More reflecting on 2017. When Apple Park—and in particular the Steve Jobs Theater—opened in September, I tweeted:
Why do I say astonishing? This represents the full resolution of the aims of modern architecture, begun in the 1910s–20s. It's the first time a building has truly realized the spatial qualities imagined by Mies, Corbu, Gropius and Neutra: the free plan, panoramic transparency, weightlessness. Although I have not been there, the images are simply thrilling, and in my estimation the visual thrill is deeply resonant rather than superficial.
Nobody (as far as I can tell) has written about this structure as the culmination of more than a century of efforts by architects and engineers. Are we so jaded that we can't see the importance of this achievement? Is it out of style? We think of modern architecture as revolutionary, having developed quickly. The Steve Jobs Theater now asks us to reconsider the trajectory of 20th century architecture as a slower, longer arc.
Apple Park has been called "the most-hyped building of 2017," but it's far from the best-covered architectural project of the year. First of all, credit for the architect is hard to find (thus the title above). When I googled Apple Park I found the name Foster just once in the top 20 results, while Jobs showed up seven times. Given the level of architectural accomplishment, there ought to be a lot of complaining about this kind of slight. (I suppose nobody feels Foster is oppressed.) Moreover, try to find an article which includes the floor plan, much less discusses it.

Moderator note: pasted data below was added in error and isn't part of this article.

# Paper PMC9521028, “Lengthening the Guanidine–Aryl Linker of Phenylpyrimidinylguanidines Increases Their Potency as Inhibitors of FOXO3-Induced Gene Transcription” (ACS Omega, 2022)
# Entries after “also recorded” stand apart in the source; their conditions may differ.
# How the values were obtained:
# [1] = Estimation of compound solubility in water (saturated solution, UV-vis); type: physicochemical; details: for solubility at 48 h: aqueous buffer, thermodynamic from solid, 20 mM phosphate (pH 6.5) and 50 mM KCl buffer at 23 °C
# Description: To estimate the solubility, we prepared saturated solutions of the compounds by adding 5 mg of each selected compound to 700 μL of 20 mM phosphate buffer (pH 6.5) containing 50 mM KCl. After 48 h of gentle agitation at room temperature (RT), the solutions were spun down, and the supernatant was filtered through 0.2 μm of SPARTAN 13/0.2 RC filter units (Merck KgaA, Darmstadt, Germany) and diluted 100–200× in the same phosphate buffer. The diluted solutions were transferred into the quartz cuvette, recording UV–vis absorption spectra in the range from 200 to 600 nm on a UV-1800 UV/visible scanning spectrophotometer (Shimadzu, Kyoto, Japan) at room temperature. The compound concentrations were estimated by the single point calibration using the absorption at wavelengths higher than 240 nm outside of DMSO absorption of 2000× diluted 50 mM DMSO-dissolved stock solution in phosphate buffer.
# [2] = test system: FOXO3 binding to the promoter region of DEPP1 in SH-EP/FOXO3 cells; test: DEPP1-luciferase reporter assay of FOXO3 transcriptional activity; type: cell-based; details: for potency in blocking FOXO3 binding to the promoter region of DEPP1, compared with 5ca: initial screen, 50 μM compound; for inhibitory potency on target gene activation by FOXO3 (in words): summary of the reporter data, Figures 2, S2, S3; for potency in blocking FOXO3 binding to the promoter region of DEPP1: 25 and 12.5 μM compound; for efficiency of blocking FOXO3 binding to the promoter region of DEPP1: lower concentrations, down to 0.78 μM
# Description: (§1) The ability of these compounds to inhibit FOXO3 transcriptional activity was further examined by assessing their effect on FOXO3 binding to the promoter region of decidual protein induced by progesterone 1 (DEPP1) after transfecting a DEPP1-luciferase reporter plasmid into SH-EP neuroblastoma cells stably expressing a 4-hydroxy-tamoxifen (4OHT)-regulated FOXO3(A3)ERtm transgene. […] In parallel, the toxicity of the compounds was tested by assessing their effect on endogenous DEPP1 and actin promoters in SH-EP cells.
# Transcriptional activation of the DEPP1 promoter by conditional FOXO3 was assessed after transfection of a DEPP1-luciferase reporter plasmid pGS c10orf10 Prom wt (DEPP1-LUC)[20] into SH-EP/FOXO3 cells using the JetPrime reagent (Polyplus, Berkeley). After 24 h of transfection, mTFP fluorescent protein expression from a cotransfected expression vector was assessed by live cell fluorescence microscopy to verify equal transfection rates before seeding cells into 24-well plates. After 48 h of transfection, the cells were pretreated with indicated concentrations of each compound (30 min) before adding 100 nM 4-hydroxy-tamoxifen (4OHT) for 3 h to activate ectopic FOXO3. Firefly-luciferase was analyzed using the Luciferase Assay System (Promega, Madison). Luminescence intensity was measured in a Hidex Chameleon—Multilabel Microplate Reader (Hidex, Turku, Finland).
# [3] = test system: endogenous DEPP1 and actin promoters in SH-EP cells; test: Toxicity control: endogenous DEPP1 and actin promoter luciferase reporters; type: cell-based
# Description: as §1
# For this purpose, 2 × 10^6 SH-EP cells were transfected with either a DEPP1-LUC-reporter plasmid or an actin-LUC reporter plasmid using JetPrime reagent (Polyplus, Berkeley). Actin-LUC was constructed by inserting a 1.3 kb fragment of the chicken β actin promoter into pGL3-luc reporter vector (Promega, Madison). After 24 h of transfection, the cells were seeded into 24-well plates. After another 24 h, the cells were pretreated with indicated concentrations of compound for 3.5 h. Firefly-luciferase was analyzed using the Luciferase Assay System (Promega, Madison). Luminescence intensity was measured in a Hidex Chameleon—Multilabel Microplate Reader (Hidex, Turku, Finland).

But even more importantly, who is the structural engineer? (Upon digging: Arup, but who?) And how does the structure work? (I've pieced together a vague idea, but how does it work in an earthquake, for example?) Where are the services? How does power get to the lights in the ceiling? Where are the fire sprinklers? There's an elevator!? In sum, how did Foster + Partners and their team manage to visually eliminate all the stuff that compromises modern space? Again, nobody (as far as I can tell) has written about this. These accomplishments ought to be explained and celebrated! They're exciting!
Coverage of the project (   ) has centered on its conservative nature from the urban planning perspective. It's an example of 1950s & 60s "Pastoral Capitalism," when American corporations fled city centers and built sleek technocratic headquarters with constructed landscapes in the suburbs. It's car-centric and therefore a dagger to the heart of sustainable development efforts. It's insular and anti-social. It's too expensive.
These are all valid points, although I bet some will be ameliorated over time, as for example the city densifies and new transportation networks are developed. In any case, these points seem to me to be far less significant than the aesthetic, spatial achievement, which is clearly perceived through photos. You can now draw a straight line through architectural history which begins with the modernist avant-garde and ends with the Steve Jobs Theater. In journalism's terms, that's the lede.